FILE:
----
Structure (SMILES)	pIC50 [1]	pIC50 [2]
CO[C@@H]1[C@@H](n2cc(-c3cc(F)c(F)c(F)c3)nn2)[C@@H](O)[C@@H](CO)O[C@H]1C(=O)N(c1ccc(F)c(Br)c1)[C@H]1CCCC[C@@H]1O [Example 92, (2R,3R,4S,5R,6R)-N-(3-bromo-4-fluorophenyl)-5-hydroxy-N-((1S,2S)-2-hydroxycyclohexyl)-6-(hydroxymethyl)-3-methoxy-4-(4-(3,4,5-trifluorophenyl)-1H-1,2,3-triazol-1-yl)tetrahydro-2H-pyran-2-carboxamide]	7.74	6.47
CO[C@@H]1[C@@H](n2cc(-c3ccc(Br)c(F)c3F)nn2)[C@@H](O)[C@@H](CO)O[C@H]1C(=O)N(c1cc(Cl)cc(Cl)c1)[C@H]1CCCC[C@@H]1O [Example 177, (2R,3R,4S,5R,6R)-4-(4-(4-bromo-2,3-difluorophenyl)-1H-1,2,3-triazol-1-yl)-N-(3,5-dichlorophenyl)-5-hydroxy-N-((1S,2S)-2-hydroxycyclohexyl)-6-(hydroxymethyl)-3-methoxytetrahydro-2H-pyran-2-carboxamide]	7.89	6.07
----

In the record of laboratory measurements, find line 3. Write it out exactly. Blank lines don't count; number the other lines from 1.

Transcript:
CO[C@@H]1[C@@H](n2cc(-c3ccc(Br)c(F)c3F)nn2)[C@@H](O)[C@@H](CO)O[C@H]1C(=O)N(c1cc(Cl)cc(Cl)c1)[C@H]1CCCC[C@@H]1O [Example 177, (2R,3R,4S,5R,6R)-4-(4-(4-bromo-2,3-difluorophenyl)-1H-1,2,3-triazol-1-yl)-N-(3,5-dichlorophenyl)-5-hydroxy-N-((1S,2S)-2-hydroxycyclohexyl)-6-(hydroxymethyl)-3-methoxytetrahydro-2H-pyran-2-carboxamide]	7.89	6.07